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Clinton Blames Self for Health Plan Loss

Politics: President told authors of new book that failure cost Democrats control of Congress. Multiyear strategy would have been better, he said.

April 21, 1996|GLENN F. BUNTING | TIMES STAFF WRITER

WASHINGTON — President Clinton, in a candid admission of error, blamed himself for the failure of his major health care reform initiative two years ago and said in an interview with the authors of a new book that the plan's defeat cost the Democrats control of Congress.

"I set the Congress up for failure," Clinton told two veteran Washington journalists who wrote a behind-the-scenes account of the health care debate.

In an Oval Office interview with the authors last year, Clinton said he felt badly that Democrats in Congress were held accountable for the health care debacle in the 1994 election.

"This is entirely my mistake," Clinton said, "No one else's. I probably made a mistake in not then going for a multiyear strategy, and not trying to say we've got to try to do it in '94."

The president's remarks effectively confirm charges leveled by Republican opponents, who said the White House was to blame for the initiative's failure, as well as the complaints of Democrats who argued at the time that Clinton was trying to do too much too quickly.

In their book "The System: The American Way of Politics at the Breaking Point," journalists David S. Broder and Haynes Johnson examine the American policy-making system during the time Clinton's health care package went nowhere on Capitol Hill.

Broder is a national correspondent and syndicated columnist for the Washington Post. Johnson is a former columnist and national reporter for the Post. They have written 16 books between them.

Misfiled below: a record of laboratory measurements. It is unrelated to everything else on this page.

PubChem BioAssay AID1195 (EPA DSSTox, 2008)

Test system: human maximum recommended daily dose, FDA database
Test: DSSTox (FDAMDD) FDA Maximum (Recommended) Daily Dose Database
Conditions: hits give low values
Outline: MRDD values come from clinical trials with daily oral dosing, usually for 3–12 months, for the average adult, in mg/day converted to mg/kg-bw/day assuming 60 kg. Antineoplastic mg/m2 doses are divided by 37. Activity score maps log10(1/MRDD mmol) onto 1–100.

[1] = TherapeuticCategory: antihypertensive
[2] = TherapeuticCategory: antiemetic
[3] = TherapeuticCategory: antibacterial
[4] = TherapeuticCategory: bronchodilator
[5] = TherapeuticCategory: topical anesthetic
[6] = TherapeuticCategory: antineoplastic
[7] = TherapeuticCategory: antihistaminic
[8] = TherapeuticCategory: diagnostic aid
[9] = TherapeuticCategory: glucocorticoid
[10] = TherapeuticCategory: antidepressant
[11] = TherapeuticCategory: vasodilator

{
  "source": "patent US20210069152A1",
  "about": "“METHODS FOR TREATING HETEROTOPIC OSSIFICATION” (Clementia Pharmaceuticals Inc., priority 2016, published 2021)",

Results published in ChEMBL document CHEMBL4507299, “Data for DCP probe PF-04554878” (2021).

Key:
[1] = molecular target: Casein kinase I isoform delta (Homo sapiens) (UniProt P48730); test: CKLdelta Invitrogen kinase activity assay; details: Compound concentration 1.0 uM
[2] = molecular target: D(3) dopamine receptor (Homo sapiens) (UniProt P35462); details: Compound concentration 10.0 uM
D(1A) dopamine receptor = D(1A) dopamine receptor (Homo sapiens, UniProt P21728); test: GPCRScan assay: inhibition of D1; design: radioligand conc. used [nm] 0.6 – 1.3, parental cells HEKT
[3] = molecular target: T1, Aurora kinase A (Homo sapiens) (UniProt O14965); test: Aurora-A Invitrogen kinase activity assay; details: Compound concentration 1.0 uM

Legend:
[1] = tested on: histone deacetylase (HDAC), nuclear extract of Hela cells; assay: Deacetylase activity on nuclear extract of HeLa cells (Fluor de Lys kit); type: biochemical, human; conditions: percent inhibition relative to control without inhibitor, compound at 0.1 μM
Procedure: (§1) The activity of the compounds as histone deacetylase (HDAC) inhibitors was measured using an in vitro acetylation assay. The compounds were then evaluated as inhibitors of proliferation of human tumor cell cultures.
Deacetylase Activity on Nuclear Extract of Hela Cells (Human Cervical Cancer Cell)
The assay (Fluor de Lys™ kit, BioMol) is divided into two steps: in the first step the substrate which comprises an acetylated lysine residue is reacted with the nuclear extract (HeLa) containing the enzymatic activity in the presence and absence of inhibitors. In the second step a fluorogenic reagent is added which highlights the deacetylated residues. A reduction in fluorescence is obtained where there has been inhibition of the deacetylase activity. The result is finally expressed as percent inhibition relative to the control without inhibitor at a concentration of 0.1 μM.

The new book, their first joint effort, says Clinton committed a serious error when he chose First Lady Hillary Rodham Clinton and advisor Ira Magaziner to head the White House task force on health care. "Having Hillary at the head of the task force inhibited the political debate within the administration," the authors concluded.

The president told them that he chose his wife for the job because he thought she had the talent and a grasp of the issues, and because she was the only one around the White House who "could devote full time to it."

Moreover, by selecting her, Clinton said, "People would know that I was really serious about trying to do this."

Clinton acknowledged that he underestimated the potential problems of appointing the first lady to such a prominent post. "There was a sense that some people felt that they were somewhat constrained by" her role, Clinton said. "I was surprised by that. . . ."

The book also demonstrates how lobbying by special interest groups doomed Clinton's health care reforms and how House Speaker Newt Gingrich (R-Ga.) then used the defeat in engineering the sweeping Republican victory in the 1994 congressional elections.

Clinton said he should have withdrawn his one-year strategy when Sen. Robert C. Byrd (D-W. Va.), then head of the Appropriations Committee, refused to attach the health care bill to broad budget legislation.

In retrospect, Clinton said, he should have told the American people: " 'Listen, I know you're frustrated about this and we need to do it, but better to take another year and do it right.' I might have been able to sell that to the American people and it might have made a difference in the way the American people viewed the Democrats in the '94 election."

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